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Ensemble for Mission Operations

NASA's current approach used to develop mission operations software has produced a set of powerful tools that have enabled stunning successes. But one serious limitation of these tools is that they were developed separately rather than in an integrated fashion. To use a combination of them on a mission requires interfaces between systems, and the export or translation of data.

The aptly named Ensemble, a joint Ames/Jet Propulsion Laboratory (JPL) project, is a platform for the development, integration, and deployment of mission operations software that can be reconfigured or upgraded as required during the course of a mission. Based on the popular open source Eclipse application framework and Java-based IDE, an Ensemble product is built from a selection of shared plug-ins, plus a set of mission-specific and tool-specific plug-ins.

Ames plug-ins for planning and scheduling, JPL plug-ins for data browsing and visualization, and Ames plug-ins for manipulating data in a 3D environment can be combined together or with other Ensemble plug-ins and new or legacy services to meet a mission's needs.

Ensemble Architecture

The Ensemble platform methodology is based on five basic tenets:
  • Divide large applications into interoperable and reusable components.
  • Deliver to a mission only those components it needs.
  • Allow reconfiguration so the work process can evolve as experience is gained.
  • Make use of existing software as services that can be called by Ensemble plug-ins.
  • Use continuous automated build and test systems.

Data Perspectives and Representations

Ensemble's task-oriented user interface is based heavily upon Eclipse perspectives, which define the components that are visible to a user at a particular time. Scientists can downlink data, manipulate it, and create targets from Ensemble's data browsing perspective. The planning perspective allows activities to be arranged into plans, edited, and linked together with mission or hardware constraints. Custom perspectives that combine new and existing plug-ins are easily defined.

All components use the same data representation, and Ensemble draws upon capabilities provided by Eclipse to document and enforce interfaces between components. The result is an application that feels like a single tool to the user, but draws upon the resources of many development teams. This allows science planning, modeling, activity planning, plan representation, and command sequencing to work together seamlessly. A mission can then easily reuse any component at multiple stages of the operations process. As a multi-mission architecture, Ensemble also supports extensive reuse of components between missions.

Mission Applications

Ensemble plug-ins are used on a range of applications including science data browsing and visualization, planning and scheduling of Mars surface missions, scheduling medical facilities, and control stations for new robotic platforms.

A typical Ensemble application for planning robotics Mars surface operations might perform one or more of the following functions, each with direct user involvement:
  • Search for and display images needed for planning
  • Enable the user to define a target (for an imaging activity or a traverse activity) by clicking on an image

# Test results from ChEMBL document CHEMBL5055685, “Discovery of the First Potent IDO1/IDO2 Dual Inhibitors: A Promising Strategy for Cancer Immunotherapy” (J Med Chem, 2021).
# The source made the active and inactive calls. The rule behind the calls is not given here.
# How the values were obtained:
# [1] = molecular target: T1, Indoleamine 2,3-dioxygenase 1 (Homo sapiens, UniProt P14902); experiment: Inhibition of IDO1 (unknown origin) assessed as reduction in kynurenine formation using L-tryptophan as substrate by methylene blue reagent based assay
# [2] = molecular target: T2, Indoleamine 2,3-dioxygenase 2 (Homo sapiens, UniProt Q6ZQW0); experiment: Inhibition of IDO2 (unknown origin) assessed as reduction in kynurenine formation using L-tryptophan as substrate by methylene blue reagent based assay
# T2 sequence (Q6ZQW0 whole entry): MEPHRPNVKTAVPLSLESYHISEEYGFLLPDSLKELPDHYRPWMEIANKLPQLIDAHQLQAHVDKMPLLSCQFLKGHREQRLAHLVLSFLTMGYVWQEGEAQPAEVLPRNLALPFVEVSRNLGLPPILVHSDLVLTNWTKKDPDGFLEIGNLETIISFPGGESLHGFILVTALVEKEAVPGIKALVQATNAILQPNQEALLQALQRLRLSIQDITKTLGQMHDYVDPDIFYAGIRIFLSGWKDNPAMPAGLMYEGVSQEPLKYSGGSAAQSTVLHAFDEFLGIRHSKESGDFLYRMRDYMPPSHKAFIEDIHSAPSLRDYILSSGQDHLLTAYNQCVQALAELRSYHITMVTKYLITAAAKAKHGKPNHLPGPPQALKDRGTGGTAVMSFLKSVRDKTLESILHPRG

• Define an instance of an activity by selecting from an Activity Dictionary and specifying values of parameters for the instance
  • Specify temporal relationships among activity instances
  • Display a timeline of activities and of groups of activities; enable a user to change the scheduled time of activities by dragging items on the timeline
  • Call upon external models to simulate the plan and display results textually and graphically
  • Call upon automated planners to schedule activities into legal positions

Ensemble for the Phoenix Lander and MSL

NASA's 2007 Phoenix Lander will continue the pursuit of water on Mars on the icy northern pole of the planet. During the course of its 90-sol (Martian day) mission, Phoenix will deploy its robotic arm and dig trenches up to half a meter (1.6 feet) into the layers of ice. These layers, thought to be affected by seasonal climate changes, could contain organic compounds that are necessary for life. To analyze soil samples collected by the robotic arm, Phoenix will carry an "oven" and a "portable laboratory." Selected samples will be heated to release volatiles that can be examined for their chemical composition and other characteristics.

Phoenix will be the first surface mission to return data from either polar region, providing an important contribution to the overall Mars science strategy "Follow the Water." The Phoenix Science Interface tool is based on the Ensemble platform, using components from Ames and the Jet Propulsion Laboratory.

The Mars Science Laboratory (MSL), scheduled to launch in the fall of 2009, is a rover designed to collect Martian soil samples and rock cores and analyze them for organic compounds and environmental conditions that could have supported microbial instruments for acquiring information about the geology, atmosphere, environmental conditions, and potential biosignatures on Mars. The Ames/JPL Ensemble platform has been baselined for the mission's activity planning function during the surface operations phase of at least one Martian year (687 Earth days).

POC: James Kurien

08/10/2007

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